Hudson’s football career got off to a blistering start at Illinois, leading the team in receiving in catches and yards as a freshman and sophomore. He saw his numbers fall off this fall, catching 12 passes for 127 yards as the Illini reached the Rose Bowl for the first time since 1984. But it wasn’t for a lack of effort.

And while his statistics dwindled on the football field, his production on the baseball field has spiked. This season, the Illini center fielder is hitting .420 with a team-high 47 runs scored and .526 on-base percentage.

“The main thing for me it to go out and compete,” Hudson said. “Ever since I was young I was taught to compete in everything I do. I just look at things as a great opportunity for me to go out and compete against some great athletes in both sports and showcase what I can do.”

Because baseball and football seasons come at different times of the year, it’s easy for Hudson to make the transition. But there does come a time every spring where the football team throws on the pads and helmets for spring practice during the middle of baseball season.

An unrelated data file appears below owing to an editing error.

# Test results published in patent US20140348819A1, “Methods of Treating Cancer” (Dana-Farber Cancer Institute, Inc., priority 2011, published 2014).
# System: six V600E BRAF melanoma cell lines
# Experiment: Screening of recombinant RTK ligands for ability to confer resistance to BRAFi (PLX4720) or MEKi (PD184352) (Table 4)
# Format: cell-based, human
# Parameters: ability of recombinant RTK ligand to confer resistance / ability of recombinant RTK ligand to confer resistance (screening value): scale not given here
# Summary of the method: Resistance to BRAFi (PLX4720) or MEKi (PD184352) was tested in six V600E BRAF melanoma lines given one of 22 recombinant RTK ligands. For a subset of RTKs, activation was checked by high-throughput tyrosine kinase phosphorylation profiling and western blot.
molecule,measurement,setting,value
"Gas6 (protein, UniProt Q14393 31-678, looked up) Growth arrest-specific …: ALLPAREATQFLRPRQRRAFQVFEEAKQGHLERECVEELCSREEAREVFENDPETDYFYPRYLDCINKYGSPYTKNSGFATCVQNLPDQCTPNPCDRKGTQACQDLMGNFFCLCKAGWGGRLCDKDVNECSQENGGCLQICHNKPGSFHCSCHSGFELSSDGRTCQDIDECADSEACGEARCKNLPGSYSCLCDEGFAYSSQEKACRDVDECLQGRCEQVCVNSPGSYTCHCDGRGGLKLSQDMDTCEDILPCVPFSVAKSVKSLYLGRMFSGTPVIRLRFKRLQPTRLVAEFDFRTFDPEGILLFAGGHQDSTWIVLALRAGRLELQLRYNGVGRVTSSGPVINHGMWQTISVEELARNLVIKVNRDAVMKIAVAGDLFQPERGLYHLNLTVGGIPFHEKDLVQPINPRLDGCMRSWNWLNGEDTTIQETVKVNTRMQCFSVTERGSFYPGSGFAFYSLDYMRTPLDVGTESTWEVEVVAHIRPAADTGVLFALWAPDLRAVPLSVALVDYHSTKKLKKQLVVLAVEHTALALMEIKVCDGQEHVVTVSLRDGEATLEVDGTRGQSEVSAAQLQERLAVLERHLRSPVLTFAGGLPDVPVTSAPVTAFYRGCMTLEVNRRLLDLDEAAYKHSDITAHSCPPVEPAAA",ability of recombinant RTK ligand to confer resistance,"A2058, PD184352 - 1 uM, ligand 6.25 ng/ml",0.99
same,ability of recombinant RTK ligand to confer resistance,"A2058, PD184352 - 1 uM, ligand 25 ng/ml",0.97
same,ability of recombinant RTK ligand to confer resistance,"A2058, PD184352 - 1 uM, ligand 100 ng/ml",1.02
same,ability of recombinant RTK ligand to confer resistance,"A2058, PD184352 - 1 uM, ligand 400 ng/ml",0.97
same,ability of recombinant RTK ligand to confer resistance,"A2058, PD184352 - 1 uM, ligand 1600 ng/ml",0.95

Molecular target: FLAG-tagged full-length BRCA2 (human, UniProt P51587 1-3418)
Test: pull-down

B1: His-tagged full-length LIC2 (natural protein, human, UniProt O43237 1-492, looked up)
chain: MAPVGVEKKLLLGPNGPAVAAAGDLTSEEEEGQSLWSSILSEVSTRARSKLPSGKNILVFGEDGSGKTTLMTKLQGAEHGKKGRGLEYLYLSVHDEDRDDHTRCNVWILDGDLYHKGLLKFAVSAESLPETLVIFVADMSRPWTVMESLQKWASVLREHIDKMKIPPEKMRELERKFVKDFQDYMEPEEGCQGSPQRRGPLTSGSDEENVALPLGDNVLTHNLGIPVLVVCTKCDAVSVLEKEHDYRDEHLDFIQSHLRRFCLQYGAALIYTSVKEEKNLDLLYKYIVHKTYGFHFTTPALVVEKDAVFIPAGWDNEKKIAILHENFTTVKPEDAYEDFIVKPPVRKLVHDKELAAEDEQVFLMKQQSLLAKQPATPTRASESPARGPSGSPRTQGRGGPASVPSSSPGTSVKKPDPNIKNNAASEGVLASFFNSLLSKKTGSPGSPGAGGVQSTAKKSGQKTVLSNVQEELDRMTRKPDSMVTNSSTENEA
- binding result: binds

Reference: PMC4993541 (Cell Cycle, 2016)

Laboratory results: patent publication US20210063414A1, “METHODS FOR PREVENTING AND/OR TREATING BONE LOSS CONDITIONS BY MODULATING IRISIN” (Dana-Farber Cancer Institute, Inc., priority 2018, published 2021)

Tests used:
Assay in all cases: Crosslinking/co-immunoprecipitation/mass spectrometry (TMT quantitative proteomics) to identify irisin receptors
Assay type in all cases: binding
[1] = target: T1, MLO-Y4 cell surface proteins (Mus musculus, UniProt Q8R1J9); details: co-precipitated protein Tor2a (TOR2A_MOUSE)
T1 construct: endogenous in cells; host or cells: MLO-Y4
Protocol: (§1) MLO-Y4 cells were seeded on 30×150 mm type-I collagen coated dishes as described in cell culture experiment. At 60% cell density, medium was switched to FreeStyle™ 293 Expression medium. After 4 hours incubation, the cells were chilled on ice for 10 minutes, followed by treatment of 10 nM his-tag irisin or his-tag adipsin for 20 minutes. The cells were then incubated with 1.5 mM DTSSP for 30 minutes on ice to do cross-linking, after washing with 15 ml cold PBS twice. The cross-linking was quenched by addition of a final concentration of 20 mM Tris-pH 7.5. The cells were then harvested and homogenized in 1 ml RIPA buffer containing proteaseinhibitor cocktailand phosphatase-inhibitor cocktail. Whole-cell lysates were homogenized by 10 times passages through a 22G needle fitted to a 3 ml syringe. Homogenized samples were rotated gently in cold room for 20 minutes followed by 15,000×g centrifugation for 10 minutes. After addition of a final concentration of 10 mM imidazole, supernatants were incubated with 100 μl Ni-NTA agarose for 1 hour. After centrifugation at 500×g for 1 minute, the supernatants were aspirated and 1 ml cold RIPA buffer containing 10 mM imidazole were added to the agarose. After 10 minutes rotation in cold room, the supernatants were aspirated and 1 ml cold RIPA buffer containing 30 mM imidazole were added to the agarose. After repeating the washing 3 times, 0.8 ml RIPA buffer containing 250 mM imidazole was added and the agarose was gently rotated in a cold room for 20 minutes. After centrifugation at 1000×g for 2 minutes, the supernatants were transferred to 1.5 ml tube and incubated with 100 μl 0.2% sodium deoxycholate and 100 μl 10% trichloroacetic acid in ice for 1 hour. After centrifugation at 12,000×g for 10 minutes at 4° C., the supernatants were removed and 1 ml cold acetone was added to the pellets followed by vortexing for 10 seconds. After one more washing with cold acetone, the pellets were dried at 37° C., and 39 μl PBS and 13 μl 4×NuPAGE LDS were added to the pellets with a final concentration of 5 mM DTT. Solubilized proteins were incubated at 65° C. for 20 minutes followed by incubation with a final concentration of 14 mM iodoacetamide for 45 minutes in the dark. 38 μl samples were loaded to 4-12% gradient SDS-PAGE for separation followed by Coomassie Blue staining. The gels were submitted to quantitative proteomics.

In the past two seasons, Hudson was typically forced to miss midweek baseball games to make practice with head football coach Ron Zook, as well as miss some scrimmages on the gridiron to play weekend conference series for the baseball team.

“He’s been amazing,” head baseball coach Dan Hartleb said. “It has been something he’s handled very well, and he’s a special person to be able to handle everything, including academically as well as playing two sports.”

As a freshman, Hudson played in only 35 games on the baseball field out of 56 games, last year he missed only five baseball games, and this season he has been able to be at every game. He credits the coaches for making things happen and allowing him to participate as much as he can.